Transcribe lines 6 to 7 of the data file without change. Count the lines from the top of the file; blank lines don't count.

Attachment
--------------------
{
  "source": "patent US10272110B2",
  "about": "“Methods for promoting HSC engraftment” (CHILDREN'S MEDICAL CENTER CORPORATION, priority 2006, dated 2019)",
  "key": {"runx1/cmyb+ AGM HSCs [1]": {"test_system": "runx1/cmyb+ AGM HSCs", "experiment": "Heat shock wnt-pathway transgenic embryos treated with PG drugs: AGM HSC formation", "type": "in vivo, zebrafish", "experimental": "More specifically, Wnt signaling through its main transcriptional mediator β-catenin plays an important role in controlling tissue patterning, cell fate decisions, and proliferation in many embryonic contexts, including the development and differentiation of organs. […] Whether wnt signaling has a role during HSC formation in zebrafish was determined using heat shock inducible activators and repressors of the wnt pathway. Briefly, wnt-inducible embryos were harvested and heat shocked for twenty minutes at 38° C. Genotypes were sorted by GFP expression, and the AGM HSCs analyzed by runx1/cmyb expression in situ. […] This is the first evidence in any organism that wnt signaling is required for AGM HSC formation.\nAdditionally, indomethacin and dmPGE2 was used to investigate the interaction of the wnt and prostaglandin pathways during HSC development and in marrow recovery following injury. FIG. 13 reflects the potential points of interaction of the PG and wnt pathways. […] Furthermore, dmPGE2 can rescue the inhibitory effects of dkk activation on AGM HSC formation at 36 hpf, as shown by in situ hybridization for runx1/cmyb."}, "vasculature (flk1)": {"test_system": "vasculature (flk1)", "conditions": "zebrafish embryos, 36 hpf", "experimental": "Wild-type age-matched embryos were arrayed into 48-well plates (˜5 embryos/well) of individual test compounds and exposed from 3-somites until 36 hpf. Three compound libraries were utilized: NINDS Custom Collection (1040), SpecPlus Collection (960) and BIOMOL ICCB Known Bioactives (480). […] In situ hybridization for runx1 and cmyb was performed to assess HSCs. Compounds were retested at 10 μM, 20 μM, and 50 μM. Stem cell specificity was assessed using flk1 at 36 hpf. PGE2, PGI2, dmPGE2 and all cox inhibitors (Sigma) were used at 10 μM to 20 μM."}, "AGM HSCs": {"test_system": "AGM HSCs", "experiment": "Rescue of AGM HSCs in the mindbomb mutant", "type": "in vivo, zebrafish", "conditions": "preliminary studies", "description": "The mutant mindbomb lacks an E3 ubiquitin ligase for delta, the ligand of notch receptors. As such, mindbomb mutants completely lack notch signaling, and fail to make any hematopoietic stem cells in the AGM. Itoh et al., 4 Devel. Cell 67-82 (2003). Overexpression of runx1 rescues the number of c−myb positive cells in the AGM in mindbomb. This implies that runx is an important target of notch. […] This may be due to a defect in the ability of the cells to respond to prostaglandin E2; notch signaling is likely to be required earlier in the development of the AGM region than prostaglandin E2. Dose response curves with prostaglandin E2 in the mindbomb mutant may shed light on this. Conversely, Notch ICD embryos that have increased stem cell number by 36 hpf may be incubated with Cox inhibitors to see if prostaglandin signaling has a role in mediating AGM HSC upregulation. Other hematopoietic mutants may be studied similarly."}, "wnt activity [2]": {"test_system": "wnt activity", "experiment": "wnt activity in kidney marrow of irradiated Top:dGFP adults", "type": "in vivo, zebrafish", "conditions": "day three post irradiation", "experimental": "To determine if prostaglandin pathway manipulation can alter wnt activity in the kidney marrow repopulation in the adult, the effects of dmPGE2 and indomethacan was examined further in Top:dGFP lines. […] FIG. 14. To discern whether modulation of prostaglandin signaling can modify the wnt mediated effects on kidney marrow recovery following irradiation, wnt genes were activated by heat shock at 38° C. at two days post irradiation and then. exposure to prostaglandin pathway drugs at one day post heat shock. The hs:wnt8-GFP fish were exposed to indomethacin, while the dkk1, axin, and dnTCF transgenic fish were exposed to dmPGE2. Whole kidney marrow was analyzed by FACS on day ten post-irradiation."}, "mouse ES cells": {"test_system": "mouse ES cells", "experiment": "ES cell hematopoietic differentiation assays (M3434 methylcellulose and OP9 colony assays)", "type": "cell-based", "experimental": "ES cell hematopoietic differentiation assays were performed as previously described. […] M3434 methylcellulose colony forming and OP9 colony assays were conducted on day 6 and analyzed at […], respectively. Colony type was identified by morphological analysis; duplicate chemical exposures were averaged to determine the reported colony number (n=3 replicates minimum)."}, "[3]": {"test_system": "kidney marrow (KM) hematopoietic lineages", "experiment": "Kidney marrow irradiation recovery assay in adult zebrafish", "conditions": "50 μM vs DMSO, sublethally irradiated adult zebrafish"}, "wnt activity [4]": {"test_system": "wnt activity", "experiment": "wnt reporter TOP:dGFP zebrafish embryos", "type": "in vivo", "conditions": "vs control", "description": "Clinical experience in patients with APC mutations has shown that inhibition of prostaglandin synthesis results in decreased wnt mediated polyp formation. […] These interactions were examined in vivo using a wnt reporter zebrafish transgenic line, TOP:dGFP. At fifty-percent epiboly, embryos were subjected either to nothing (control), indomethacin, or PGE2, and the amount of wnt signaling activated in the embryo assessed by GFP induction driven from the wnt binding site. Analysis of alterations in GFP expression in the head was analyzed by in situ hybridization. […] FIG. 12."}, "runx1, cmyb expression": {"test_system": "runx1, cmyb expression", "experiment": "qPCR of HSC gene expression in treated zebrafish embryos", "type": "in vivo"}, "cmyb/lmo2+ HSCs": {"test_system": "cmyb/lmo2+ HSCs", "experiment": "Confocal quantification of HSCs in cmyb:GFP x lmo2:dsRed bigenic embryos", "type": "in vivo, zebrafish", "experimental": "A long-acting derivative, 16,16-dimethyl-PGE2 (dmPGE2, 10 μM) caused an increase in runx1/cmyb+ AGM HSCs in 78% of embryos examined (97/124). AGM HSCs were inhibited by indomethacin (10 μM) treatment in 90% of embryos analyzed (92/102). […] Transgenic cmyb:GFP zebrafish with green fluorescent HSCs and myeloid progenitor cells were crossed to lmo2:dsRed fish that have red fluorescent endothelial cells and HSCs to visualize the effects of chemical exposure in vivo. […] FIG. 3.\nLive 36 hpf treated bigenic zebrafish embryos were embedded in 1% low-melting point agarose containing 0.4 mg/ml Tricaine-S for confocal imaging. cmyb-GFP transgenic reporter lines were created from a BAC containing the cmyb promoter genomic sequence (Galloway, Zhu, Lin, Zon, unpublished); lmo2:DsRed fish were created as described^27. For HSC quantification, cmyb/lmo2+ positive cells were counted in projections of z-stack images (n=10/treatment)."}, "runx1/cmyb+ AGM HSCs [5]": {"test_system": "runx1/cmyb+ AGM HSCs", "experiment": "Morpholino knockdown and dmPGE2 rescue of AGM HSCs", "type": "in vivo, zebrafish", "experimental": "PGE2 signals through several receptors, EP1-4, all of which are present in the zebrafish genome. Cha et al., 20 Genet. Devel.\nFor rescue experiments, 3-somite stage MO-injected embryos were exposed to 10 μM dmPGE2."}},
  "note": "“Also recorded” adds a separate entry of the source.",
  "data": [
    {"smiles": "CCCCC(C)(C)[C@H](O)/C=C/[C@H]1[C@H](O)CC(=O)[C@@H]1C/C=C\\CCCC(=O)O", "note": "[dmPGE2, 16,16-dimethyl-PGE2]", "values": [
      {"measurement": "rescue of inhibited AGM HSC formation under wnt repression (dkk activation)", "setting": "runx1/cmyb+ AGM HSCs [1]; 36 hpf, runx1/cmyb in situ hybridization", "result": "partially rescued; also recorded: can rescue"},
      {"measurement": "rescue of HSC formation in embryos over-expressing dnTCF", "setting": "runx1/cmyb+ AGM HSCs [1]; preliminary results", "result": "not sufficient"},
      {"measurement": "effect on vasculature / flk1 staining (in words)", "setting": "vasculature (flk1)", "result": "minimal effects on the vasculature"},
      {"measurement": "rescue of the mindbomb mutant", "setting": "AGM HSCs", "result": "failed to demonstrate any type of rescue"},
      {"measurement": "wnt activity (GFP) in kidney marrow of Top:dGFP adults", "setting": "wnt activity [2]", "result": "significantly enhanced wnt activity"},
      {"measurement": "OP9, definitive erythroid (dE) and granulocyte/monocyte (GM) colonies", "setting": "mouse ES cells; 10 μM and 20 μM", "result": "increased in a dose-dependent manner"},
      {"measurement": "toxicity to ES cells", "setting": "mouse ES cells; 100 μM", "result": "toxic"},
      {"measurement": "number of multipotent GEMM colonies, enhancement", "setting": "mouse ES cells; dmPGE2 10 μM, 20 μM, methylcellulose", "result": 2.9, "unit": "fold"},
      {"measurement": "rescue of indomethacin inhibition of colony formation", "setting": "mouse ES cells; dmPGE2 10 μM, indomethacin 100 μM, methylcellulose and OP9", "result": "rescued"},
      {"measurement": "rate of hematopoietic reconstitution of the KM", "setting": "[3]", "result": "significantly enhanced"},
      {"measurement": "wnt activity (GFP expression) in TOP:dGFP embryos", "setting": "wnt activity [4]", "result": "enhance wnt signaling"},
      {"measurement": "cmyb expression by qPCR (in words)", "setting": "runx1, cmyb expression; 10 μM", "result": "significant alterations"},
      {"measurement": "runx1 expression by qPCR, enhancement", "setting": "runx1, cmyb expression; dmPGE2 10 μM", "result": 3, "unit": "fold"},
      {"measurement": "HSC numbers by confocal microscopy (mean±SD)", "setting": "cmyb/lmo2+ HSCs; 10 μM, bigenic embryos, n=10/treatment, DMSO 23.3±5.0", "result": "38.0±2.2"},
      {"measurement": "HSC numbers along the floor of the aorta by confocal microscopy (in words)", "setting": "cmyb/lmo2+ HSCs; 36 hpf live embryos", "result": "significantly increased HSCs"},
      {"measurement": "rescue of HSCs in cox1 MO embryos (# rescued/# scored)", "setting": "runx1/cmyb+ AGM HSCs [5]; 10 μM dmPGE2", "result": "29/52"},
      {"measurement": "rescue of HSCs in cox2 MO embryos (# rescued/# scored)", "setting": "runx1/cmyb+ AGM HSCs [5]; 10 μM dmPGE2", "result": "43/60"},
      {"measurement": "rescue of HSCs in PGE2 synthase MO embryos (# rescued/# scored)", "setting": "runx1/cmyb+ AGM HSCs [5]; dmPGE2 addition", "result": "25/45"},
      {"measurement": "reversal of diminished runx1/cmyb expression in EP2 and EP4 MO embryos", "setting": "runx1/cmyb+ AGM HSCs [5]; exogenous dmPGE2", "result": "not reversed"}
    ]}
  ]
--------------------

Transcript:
  "data": [
    {"smiles": "CCCCC(C)(C)[C@H](O)/C=C/[C@H]1[C@H](O)CC(=O)[C@@H]1C/C=C\\CCCC(=O)O", "note": "[dmPGE2, 16,16-dimethyl-PGE2]", "values": [